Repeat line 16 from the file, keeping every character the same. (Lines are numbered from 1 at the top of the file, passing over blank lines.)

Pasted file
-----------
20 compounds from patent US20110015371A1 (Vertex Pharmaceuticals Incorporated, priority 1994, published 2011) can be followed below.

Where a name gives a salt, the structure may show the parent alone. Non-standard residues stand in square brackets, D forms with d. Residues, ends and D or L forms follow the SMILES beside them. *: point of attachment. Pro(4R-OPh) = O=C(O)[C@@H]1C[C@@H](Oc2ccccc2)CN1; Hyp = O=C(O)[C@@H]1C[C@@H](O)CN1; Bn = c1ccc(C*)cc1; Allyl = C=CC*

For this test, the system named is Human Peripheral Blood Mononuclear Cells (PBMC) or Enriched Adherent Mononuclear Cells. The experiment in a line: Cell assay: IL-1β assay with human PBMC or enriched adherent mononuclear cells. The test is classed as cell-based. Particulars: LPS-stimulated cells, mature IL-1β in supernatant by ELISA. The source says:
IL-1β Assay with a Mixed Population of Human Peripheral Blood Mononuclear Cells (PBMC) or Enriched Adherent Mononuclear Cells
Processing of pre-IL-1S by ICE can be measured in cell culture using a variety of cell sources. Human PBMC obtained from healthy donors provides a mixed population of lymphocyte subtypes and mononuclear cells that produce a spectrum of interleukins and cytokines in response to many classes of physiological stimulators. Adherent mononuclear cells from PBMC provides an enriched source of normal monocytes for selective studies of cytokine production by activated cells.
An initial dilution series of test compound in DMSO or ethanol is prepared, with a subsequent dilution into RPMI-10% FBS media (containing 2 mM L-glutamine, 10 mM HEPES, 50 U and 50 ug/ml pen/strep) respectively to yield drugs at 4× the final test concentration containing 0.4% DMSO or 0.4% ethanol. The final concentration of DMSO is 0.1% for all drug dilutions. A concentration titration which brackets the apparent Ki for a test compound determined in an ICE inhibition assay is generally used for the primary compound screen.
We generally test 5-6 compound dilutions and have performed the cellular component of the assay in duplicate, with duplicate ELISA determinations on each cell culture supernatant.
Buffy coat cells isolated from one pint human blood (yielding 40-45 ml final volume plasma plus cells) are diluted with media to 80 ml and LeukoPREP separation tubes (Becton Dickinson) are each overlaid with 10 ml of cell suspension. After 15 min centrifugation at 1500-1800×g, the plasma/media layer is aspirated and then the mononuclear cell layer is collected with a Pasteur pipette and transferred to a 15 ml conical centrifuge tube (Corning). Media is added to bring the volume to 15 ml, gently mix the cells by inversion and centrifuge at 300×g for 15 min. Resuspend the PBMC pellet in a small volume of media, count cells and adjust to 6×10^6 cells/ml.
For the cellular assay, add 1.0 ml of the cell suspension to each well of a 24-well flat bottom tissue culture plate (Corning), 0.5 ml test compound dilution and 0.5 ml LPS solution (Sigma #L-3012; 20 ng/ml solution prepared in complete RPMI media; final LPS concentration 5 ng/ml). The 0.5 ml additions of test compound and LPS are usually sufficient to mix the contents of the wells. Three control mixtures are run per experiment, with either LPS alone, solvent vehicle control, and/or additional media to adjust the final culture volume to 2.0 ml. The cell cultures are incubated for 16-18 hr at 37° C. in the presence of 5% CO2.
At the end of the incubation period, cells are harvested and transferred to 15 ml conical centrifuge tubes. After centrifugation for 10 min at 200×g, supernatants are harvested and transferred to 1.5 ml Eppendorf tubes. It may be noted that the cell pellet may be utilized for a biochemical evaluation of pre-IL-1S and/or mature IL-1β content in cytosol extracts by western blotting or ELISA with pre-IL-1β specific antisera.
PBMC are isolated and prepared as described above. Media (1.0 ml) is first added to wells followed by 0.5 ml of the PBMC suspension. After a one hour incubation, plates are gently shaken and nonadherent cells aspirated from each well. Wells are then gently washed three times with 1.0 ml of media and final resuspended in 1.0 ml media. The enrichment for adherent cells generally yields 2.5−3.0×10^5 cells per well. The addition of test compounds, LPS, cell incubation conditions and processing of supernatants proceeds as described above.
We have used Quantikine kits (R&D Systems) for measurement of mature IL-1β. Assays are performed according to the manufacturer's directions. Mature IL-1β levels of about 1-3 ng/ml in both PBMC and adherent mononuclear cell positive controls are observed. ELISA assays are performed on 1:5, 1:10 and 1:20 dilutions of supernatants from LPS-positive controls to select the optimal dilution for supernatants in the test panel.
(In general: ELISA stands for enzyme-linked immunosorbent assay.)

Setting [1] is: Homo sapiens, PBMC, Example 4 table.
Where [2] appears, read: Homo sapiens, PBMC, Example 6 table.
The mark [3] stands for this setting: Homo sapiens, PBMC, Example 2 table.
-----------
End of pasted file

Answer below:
The mark [3] stands for this setting: Homo sapiens, PBMC, Example 2 table.